Investigating the biodiversity and current status of the historically renowned oyster beds of Qatar
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The "Pearl Oyster" Pinctada radiata has long been associated with the nation of Qatar. Historically pearl oysters were harvested in huge quantities in the Arabian Gulf with Qatari pearls making up a large percentage of the fishery. However, following the discovery of oil in Qatar, combined with the emergence of Japanese cultured pearls onto the market, the Qatari pearl fishing industry diminished considerably. Oyster beds are recognized globally as hotspots of species diversity. The beds provide numerous primary ecosystem services such as nursery habitat for juvenile fish, major pelagic benthic coupling, water filtration and substrate stabilizing eco-engineers. It was therefore important that the demise in interest of this once iconic mollusk, such a rich part of Qatar's culture and heritage, was addressed. It was the lack of information on the current status of the oyster beds in Qatar's marine waters, and their associated biodiversity, that prompted the start of a targeted research program at the Environmental Science Center (ESC) at Qatar University. The current research project is focused on three key components: The current ecosystem health, biodiversity, population structure and demographics of the "Pearl Oyster" Pinctatda radiata within the Qatari Exclusive Economic Zone. The current status of the standing stock of Pinctada radiata. The potential for oyster reef restoration using applied stock enhancement strategies and habitat expansion. The research was undertaken with a biogeochemical and biological cruise onboard the ESC's marine research vessel, the R/V Janan, when ten offshore oyster sites were visited. Sampling was carried out on historically productive oyster beds as well as the periphery of the bed. This allowed for inter and intra comparison of biodiversity of the oyster beds. Preliminary results have shown a dramatic decline in "Pearl Oyster" densities with inter and intra bed biodiversity now displaying similar indices. This is undoubtedly a matter of concern that will need urgent remedial action.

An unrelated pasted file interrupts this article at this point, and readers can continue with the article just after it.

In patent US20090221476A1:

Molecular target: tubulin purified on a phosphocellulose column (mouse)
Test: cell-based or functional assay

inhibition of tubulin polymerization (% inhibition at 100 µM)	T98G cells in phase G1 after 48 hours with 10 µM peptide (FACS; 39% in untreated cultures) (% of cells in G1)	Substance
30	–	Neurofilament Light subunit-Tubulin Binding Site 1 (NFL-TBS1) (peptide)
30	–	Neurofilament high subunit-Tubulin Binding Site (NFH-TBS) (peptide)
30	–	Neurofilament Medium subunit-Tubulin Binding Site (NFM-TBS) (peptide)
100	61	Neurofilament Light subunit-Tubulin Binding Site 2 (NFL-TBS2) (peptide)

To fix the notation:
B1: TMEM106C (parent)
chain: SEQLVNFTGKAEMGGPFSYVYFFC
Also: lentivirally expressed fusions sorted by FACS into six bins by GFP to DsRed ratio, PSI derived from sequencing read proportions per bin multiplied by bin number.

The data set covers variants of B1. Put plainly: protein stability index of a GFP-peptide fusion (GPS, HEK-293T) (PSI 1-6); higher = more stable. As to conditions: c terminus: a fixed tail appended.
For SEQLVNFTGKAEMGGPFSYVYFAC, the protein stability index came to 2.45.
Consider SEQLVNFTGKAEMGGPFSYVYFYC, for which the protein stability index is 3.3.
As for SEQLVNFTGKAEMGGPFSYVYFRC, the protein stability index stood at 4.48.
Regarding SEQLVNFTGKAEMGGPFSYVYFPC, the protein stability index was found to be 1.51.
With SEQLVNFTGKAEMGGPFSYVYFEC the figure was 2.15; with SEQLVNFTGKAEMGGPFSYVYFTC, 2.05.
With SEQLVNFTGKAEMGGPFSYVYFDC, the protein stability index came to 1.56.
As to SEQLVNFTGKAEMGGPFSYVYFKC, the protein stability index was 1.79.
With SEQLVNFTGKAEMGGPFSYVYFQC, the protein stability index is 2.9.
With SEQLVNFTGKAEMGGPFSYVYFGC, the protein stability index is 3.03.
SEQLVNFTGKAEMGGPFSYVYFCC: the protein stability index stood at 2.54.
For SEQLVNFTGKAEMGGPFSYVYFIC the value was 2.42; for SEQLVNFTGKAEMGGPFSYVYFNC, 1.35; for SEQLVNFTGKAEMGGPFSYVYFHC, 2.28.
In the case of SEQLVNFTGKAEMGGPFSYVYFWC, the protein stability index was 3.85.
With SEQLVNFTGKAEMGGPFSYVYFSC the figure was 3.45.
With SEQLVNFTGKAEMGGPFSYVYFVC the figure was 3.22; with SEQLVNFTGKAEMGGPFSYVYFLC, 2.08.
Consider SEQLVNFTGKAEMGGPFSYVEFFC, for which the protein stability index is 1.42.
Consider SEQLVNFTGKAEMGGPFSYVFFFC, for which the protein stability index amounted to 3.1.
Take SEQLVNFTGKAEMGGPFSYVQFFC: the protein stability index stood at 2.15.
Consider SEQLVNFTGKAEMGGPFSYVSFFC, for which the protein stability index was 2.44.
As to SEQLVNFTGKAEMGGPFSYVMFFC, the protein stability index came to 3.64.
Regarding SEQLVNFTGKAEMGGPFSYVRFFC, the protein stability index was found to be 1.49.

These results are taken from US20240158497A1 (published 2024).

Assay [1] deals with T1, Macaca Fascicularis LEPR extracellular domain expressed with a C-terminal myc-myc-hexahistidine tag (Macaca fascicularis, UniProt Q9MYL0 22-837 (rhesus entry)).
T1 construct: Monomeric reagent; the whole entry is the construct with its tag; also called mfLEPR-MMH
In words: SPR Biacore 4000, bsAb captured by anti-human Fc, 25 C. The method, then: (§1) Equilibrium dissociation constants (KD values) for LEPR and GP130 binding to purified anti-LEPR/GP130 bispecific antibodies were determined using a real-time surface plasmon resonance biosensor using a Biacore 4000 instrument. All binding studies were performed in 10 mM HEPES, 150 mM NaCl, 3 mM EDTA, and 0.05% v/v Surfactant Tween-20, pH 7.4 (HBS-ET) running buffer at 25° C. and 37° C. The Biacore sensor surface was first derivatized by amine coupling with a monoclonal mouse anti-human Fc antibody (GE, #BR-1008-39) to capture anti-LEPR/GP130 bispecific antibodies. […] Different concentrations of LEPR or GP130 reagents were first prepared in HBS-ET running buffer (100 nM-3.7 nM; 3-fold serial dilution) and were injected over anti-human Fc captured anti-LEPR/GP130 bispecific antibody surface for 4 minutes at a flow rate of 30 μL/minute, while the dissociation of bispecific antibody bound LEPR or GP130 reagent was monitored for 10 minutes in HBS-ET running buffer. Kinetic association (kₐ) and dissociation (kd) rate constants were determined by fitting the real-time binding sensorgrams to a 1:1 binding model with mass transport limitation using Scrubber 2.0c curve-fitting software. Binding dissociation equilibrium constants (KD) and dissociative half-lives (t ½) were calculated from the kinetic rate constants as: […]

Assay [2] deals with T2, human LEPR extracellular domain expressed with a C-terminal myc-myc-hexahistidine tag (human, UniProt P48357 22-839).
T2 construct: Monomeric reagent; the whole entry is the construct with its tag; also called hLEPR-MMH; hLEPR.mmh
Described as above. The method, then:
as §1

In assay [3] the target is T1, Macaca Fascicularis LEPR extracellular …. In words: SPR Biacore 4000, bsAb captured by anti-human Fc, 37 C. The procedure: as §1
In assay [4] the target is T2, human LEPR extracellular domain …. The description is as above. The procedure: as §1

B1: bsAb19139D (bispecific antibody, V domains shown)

- Marine Science Cluster [152 items ]